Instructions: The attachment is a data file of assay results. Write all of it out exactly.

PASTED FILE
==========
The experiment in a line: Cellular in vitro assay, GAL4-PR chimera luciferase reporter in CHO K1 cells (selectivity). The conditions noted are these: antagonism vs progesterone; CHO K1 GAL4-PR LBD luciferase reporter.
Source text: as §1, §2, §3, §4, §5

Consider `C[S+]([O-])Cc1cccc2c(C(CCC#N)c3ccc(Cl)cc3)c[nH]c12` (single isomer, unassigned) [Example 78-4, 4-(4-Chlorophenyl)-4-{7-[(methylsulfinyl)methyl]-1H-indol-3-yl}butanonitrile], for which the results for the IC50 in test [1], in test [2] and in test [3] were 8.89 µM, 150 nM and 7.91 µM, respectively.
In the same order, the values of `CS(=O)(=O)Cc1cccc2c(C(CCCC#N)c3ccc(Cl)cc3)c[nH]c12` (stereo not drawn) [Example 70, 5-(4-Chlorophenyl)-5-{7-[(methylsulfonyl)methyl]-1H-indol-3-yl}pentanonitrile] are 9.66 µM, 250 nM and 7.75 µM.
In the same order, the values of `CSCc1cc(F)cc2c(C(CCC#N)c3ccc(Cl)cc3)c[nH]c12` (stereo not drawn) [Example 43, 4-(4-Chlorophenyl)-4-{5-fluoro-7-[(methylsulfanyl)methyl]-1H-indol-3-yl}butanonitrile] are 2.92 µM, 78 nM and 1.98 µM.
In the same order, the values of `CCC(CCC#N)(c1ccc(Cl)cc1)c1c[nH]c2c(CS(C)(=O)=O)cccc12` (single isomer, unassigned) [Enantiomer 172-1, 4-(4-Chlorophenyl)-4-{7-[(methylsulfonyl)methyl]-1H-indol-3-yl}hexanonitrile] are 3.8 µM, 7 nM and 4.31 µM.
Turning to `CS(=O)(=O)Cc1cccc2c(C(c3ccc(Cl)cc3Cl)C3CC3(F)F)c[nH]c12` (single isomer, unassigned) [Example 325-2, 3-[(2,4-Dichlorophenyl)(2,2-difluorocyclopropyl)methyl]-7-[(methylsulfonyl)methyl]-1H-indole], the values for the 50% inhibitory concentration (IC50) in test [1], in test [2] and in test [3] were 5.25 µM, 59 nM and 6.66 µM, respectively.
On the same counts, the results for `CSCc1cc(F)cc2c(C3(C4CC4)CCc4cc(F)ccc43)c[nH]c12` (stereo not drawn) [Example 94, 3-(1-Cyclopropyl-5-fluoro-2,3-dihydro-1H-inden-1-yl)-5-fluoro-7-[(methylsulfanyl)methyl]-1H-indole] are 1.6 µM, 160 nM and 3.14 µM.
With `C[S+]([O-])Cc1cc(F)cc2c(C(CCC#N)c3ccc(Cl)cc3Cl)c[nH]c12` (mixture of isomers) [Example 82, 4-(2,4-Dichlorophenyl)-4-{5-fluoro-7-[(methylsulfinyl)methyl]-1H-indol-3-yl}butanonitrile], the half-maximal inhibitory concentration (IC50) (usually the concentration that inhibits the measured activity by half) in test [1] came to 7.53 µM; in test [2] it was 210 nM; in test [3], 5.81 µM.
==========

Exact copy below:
The experiment in a line: Cellular in vitro assay, GAL4-PR chimera luciferase reporter in CHO K1 cells (selectivity). The conditions noted are these: antagonism vs progesterone; CHO K1 GAL4-PR LBD luciferase reporter.
Source text: as §1, §2, §3, §4, §5

Consider `C[S+]([O-])Cc1cccc2c(C(CCC#N)c3ccc(Cl)cc3)c[nH]c12` (single isomer, unassigned) [Example 78-4, 4-(4-Chlorophenyl)-4-{7-[(methylsulfinyl)methyl]-1H-indol-3-yl}butanonitrile], for which the results for the IC50 in test [1], in test [2] and in test [3] were 8.89 µM, 150 nM and 7.91 µM, respectively.
In the same order, the values of `CS(=O)(=O)Cc1cccc2c(C(CCCC#N)c3ccc(Cl)cc3)c[nH]c12` (stereo not drawn) [Example 70, 5-(4-Chlorophenyl)-5-{7-[(methylsulfonyl)methyl]-1H-indol-3-yl}pentanonitrile] are 9.66 µM, 250 nM and 7.75 µM.
In the same order, the values of `CSCc1cc(F)cc2c(C(CCC#N)c3ccc(Cl)cc3)c[nH]c12` (stereo not drawn) [Example 43, 4-(4-Chlorophenyl)-4-{5-fluoro-7-[(methylsulfanyl)methyl]-1H-indol-3-yl}butanonitrile] are 2.92 µM, 78 nM and 1.98 µM.
In the same order, the values of `CCC(CCC#N)(c1ccc(Cl)cc1)c1c[nH]c2c(CS(C)(=O)=O)cccc12` (single isomer, unassigned) [Enantiomer 172-1, 4-(4-Chlorophenyl)-4-{7-[(methylsulfonyl)methyl]-1H-indol-3-yl}hexanonitrile] are 3.8 µM, 7 nM and 4.31 µM.
Turning to `CS(=O)(=O)Cc1cccc2c(C(c3ccc(Cl)cc3Cl)C3CC3(F)F)c[nH]c12` (single isomer, unassigned) [Example 325-2, 3-[(2,4-Dichlorophenyl)(2,2-difluorocyclopropyl)methyl]-7-[(methylsulfonyl)methyl]-1H-indole], the values for the 50% inhibitory concentration (IC50) in test [1], in test [2] and in test [3] were 5.25 µM, 59 nM and 6.66 µM, respectively.
On the same counts, the results for `CSCc1cc(F)cc2c(C3(C4CC4)CCc4cc(F)ccc43)c[nH]c12` (stereo not drawn) [Example 94, 3-(1-Cyclopropyl-5-fluoro-2,3-dihydro-1H-inden-1-yl)-5-fluoro-7-[(methylsulfanyl)methyl]-1H-indole] are 1.6 µM, 160 nM and 3.14 µM.
With `C[S+]([O-])Cc1cc(F)cc2c(C(CCC#N)c3ccc(Cl)cc3Cl)c[nH]c12` (mixture of isomers) [Example 82, 4-(2,4-Dichlorophenyl)-4-{5-fluoro-7-[(methylsulfinyl)methyl]-1H-indol-3-yl}butanonitrile], the half-maximal inhibitory concentration (IC50) (usually the concentration that inhibits the measured activity by half) in test [1] came to 7.53 µM; in test [2] it was 210 nM; in test [3], 5.81 µM.